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Fr. John Allison

Epiphany 2C

Isaiah 62:1-5

1 Corinthians 12:1-11

John 2:1-11

January 16, 2022

Christ Church, Hudson

As I was preparing for the sermon this week I came across a remembrance in a commentary from years ago when Johnny Carson was still the host of the Tonight Show. He had invited onto the show as a guest an eight-year-old boy who had rescued two other boys from a coal mine in West Virginia, where he lived. As Johnny was talking to the boy it became apparent that he was a Christian and Johnny asked him if he attended Sunday school. When he said that he did, Johnny asked what he’d been learning. 

“Last week,” the boy said, “our lesson was about when Jesus went to a wedding and turned water into wine.” The audience was charmed by the boy’s seriousness and laughed as he said this, and Johnny was also clearly amused by him but was trying to remain serious himself and he asked, “What did you learn from that story?”  The boy squirmed a bit in his chair and put his head down. He didn’t seem to have thought about this and after a moment of thinking he lifted his head and answered, “ If you’re going to have a wedding, make sure you invite Jesus!”

Indeed! This familiar story from John’s Gospel is one that transcends the religious affiliation, so familiar that common references are made in secular culture as well as church culture. Sometimes, more often than not I’m guessing, the focus is on the miraculous nature of the story. But the real value, the importance of this story, is not just in the miracle. All too often we become so invested in miracles that we forget what the miracle points to. Miracles such as Jesus turning water into wine are not just tricks to amaze us, which is often how they are portrayed in secular culture, but signs that point us to something greater, some greater truth, usually signs that point us to the revelation of God’s love for us. 

In this particular case, God is with us and knows our needs. We celebrated at Christmas the Incarnation, God with us, Emmanuel, and now, in this season after the Epiphany our Gospel readings are all about the many ways in which God’s love is revealed in Christ. It’s about how God continues to be with us and how we are to be awake to the presence of the Holy in our lives. 

When John told this story it was part of his larger message that the God who promised salvation for Israel is now among the people, in the flesh. Israel thought of God as good and loving and caring, and, historically, God provided food, sustenance in the wilderness for a suffering people. In this story, he provided even more, not just basic need but wine, abundant wine—somewhere between a hundred and twenty and a hundred and eighty gallons says John. We have a particular understanding of wine in the context of our Eucharistic celebration and it’s not too much of a stretch to see this miracle as pointing to the future event of the last supper but in that understanding it’s easy to miss a much simpler and foundational truth. Wine, in the ancient world, as in our own is associated with having a party. Even today, when invited to someone’s home for dinner it’s common to bring a bottle of wine and in the context of this story we see that the abundance of the best wine shows that God is not only infinitely generous, but that his greatest gift was made known in that moment: the Son of God has come among us. Like the best wine which only came after a long period of waiting, after their own reserves were exhausted, so came Jesus in the history of Israel. God is generous and loving and wine is a fitting image of his care, but his greatest generosity is in sending His Son among us. It’s in this gift of Christ that we think about the generosity of the Father every time we come to this table, every time we gather for the Eucharistic feast.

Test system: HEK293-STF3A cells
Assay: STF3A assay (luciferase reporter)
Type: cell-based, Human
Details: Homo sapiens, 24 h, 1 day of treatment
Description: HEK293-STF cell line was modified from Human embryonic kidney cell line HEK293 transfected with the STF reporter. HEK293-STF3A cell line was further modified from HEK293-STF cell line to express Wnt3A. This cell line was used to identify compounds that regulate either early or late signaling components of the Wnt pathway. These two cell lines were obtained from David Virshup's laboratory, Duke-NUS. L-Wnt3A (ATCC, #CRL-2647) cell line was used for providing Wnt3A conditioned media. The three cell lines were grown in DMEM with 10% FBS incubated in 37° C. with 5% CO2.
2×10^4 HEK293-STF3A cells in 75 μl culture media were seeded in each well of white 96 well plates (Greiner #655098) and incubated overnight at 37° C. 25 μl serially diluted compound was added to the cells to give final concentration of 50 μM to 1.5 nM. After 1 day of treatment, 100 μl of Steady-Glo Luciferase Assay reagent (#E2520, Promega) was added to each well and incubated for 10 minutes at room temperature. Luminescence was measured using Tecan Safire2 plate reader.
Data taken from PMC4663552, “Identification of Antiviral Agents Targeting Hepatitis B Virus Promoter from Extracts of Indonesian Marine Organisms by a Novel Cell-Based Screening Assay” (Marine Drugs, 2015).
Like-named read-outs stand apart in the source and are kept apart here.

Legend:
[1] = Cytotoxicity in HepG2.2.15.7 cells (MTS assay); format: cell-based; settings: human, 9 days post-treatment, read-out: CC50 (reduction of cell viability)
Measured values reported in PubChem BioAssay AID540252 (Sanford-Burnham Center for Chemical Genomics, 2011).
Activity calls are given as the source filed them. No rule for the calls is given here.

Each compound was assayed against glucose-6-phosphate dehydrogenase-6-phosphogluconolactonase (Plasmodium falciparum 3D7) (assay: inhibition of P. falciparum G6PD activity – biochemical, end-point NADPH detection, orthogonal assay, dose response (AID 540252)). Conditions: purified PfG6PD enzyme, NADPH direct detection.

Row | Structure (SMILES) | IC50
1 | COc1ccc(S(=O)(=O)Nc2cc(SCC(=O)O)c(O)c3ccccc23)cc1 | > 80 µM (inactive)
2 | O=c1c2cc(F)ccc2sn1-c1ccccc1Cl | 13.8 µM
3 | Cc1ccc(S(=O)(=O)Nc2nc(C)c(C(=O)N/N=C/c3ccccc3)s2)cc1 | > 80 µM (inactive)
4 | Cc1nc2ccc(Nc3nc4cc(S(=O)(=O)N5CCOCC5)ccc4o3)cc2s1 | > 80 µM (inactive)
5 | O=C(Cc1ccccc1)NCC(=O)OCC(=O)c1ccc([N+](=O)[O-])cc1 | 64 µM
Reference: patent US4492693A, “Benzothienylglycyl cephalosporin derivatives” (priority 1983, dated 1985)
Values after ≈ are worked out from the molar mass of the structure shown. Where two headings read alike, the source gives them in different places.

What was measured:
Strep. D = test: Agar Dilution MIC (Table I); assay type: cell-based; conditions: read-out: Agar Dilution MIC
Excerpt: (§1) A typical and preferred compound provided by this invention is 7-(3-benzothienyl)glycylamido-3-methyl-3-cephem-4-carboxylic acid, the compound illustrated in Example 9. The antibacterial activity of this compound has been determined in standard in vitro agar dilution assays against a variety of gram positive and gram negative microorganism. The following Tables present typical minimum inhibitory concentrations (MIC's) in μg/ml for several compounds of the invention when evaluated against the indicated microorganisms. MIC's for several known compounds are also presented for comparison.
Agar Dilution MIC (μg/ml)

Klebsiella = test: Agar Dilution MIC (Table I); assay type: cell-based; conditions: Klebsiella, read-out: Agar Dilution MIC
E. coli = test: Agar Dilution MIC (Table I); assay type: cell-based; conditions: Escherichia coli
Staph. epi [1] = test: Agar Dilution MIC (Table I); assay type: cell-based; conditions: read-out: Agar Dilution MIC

Just like the miracle of changing water into wine is a sign that points us to God’s love among us, the Eucharist is a sign that reveals for us an experience of that same love. That’s essentially how we define a sacrament—an outward visible sign of an inward spiritual grace. These sacraments are expressions of God’s love for us, of God’s gift to us. 

Our other gifts from God, the spiritual gifts that Paul discusses in his letter to the Corinthians, for example, are all built on our acknowledgment and acceptance of his greatest gift of all in Jesus. Writing to a very diverse group of Jesus’ followers—Jews and Greeks, slaves and free people, men and women, rich and poor—Paul shows the unity they share in their confession of Christ. Just like any community, just like us, people need to be reminded of what unites them. For the Corinthians conflict was brewing between these different groups as some began to see themselves as superior because of some abilities being more highly thought of than others. What Paul seeks to teach them, teach us, however, is that as the gathered Body of Christ, we comprise many members each a reflection of God’s love. “To each is given a manifestation of the Spirit for the common good.” He goes through a long list of spiritual gifts, not privileging any one over another. The point is that all are unique manifestations of God’s love as expressed through us. I sometimes like to think of us, of our individual selves, as crystals that each refract God’s light in slightly different ways but that all give expression of God’s love. This seems an especially appropriate reminder as we come together today for our annual meeting, a time when we conduct the business of the parish, but, more importantly a time when we recognize the many and diverse gifts that make up this gathering. It’s a time when we acknowledge how we have been the Body of Christ over the last year and how we will be the Body of Christ in the coming year. May we remember that all that we do, all that we are, grows from our common confession of God’s love for us in Christ. Amen.